People may care about American Idol, but they still care more about having a job, house, and being able to eat.

Re:Who'd a thunk it? (1)

sznupi (719324) | more than 3 years ago | (#35534782)

Or you can just face how it was a (self-marvel kind of) myth all along.

Re:Masses (2)

TaoPhoenix (980487) | more than 3 years ago | (#35534742)

I think that's just about to change.

The "heartland" of America gets its news ... wait for it ... from the plot stories of their TV shows. So when entire episodes are starting to feature the Homeland Security doings, Mr. & Ms Viewer are just about to say "wait, they're doing that?"

Re:Wise move? (1)

Kjella (173770) | more than 3 years ago | (#35534334)

Really? [usnews.com]

35-57% support it, they don't list a total figure or the proportion of the three but over 40% is likely. And that is now, if you ask "Was passing the PATRIOT act after 9/11 the right thing to do?" I think you'd find that the general public don't exactly consider it a mistake.

Re:Wise move? (0)

Anonymous Coward | more than 3 years ago | (#35535508)

I got a great idea! What IF, whaaat iiiiF, they made a WALLSTREET act. Imagine (yes, just imagine like the American dream...) spying of banks and the entire financial market organizations for actual loss of real life millions and billions of dollars! Top that song pirates!

Think big people! Little fish are just for the peasents bread and circuses.

Re:Wise move? (2, Insightful)

Anonymous Coward | more than 3 years ago | (#35532938)

Sounds like a valid comparison to me; both fuck over the citizenry while doing nothing about the real problem.

Re:Wise move? (0)

Anonymous Coward | more than 3 years ago | (#35533300)

Indeed. Who wants to be embarrassed on a job application.

Have you ever committed a felony: |X| Yes | | No
If you answered Yes, what was the crime:
I downloaded a Brittany Spears song I did not pay for in middle school.

-----------------
The shame will last a lifetime.

Re:Wise move? (2)

erroneus (253617) | more than 3 years ago | (#35534546)

"The real problem"? I'm sorry, but you will need to clarify. I am still uncertain there is even a problem at all outside of the crap that the **AA's are pulling. They make a LOT of money. They have always made a LOT of money. Their business have never NOT made a LOT of money. They simply have nothing to be worried about. It's all pure greed and malice.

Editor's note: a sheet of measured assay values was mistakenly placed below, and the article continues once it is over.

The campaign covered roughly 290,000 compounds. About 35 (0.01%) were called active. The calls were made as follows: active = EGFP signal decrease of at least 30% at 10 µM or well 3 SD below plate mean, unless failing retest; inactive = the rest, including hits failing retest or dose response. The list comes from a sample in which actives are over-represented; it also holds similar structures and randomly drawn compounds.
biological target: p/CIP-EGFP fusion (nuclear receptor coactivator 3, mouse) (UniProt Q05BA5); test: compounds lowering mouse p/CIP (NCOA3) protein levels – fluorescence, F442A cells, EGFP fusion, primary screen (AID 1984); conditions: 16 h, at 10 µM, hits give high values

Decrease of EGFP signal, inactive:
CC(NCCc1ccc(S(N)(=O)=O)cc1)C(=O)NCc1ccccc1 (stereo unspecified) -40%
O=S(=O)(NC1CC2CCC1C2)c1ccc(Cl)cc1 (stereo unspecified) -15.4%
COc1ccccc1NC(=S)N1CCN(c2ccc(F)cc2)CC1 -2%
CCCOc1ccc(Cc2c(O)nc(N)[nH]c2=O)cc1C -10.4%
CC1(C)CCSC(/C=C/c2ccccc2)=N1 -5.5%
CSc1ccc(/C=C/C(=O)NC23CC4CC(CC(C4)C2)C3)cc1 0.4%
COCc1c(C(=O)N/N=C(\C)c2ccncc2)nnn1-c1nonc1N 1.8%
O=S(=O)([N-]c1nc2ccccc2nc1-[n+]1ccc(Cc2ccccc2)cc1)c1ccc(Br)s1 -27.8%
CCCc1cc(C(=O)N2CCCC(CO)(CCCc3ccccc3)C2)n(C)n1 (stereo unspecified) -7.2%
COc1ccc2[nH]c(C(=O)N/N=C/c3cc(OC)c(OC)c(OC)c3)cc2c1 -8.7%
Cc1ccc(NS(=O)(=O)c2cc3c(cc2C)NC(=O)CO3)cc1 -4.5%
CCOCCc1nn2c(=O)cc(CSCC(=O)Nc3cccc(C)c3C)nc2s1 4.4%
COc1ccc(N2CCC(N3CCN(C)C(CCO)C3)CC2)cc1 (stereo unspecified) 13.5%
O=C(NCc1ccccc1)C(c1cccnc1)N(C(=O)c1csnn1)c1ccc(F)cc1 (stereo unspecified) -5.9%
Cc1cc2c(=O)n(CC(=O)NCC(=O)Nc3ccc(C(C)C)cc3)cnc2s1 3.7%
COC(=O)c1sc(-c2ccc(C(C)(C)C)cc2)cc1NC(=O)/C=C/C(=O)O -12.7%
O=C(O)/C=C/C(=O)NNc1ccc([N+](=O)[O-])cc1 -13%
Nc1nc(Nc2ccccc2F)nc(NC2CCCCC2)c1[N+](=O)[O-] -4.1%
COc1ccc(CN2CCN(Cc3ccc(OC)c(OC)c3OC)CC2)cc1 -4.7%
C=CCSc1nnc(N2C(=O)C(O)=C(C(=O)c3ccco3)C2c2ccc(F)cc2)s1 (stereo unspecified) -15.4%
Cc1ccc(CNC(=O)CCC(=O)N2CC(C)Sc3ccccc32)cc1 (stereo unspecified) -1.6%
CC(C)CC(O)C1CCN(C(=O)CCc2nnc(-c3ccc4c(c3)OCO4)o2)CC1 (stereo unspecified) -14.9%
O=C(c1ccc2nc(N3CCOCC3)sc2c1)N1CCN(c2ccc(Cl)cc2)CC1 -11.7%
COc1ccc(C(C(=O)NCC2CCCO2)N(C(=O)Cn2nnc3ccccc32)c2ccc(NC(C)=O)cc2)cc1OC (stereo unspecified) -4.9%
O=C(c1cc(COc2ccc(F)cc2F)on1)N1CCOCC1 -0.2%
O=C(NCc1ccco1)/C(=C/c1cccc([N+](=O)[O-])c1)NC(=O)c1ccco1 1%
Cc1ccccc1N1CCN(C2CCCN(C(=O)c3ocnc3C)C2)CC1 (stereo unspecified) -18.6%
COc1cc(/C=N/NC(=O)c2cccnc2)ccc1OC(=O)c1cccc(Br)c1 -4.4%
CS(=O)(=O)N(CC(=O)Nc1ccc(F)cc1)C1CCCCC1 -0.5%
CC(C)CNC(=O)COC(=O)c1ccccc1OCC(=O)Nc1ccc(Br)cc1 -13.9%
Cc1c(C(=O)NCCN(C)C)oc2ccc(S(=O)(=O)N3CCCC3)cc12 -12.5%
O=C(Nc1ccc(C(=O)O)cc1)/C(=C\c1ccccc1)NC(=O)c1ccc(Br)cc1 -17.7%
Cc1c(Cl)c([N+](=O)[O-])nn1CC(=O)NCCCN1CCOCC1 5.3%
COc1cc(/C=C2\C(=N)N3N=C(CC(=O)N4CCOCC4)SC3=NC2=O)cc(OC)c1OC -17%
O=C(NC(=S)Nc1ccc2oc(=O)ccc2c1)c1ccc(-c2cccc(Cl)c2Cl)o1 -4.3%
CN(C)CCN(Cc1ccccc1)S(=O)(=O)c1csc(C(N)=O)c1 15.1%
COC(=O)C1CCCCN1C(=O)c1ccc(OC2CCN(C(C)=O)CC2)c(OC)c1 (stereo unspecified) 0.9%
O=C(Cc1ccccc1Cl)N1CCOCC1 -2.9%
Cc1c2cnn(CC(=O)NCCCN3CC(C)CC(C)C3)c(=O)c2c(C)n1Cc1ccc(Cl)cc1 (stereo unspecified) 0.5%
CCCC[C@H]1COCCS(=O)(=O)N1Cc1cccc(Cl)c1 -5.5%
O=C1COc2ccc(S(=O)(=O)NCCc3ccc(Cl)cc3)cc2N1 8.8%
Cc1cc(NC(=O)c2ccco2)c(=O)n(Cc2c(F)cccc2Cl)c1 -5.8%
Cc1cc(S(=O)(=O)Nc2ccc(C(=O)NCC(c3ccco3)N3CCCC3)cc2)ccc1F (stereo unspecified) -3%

Re:Wise move? (1)

alienzed (732782) | more than 3 years ago | (#35533664)

One man's freedom fighter is another man's terrorist, so it's exactly the same.

Re:Wise move? (0)

Anonymous Coward | more than 3 years ago | (#35534142)

Lets say that Bin Ladin is considered by 90 % of people to be a terrorist, and a filesharer is considered by 5 % to be a terrorist. Is that exactly the same?

Re:Wise move? (0)

Anonymous Coward | more than 3 years ago | (#35533674)

economic terrorists

I'd say this places the RIAA and MPAA in line with Muammar Qaddafi.

Re:Wise move? (1)

ddd0004 (1984672) | more than 3 years ago | (#35534280)

I was hoping it was written to protect us from the Mel Gibson movie, The Patriot.

WTF? Just "religious terrorists"? (0)

Anonymous Coward | more than 3 years ago | (#35534438)

Please stand up and allow me to confirm that your "ass" and "elbow" signs are in the correct locations.

Good luck with that... (2, Insightful)

Anonymous Coward | more than 3 years ago | (#35532522)

See, what you don't understand is that an open internet has allowed businesses to succeed and generate revenue in new ways. These businesses have a vested interest in keeping the internet open. It just so happens that an open internet also serves piracy as well.

So you have a choice: go back to 1990, and kill the web... killing piracy, but also killing all the businesses that now are based on web technologies (to include MSFT, GOOG, AAPL, etc)... OR... evolve.

'understand' ? (5, Insightful)

unity100 (970058) | more than 3 years ago | (#35532754)

they understand. they understand very well that they dont want anyone other than themselves to succeed, no businesses competing them, customers feeding off their hand, on the terms they want them to.

and your explanation of the fundamentals of internet's success does not mean shit to them, neither they care - they want to have it, and you under their control.

explanations and talk will not do any good. you need to act, if you want to defend your interests.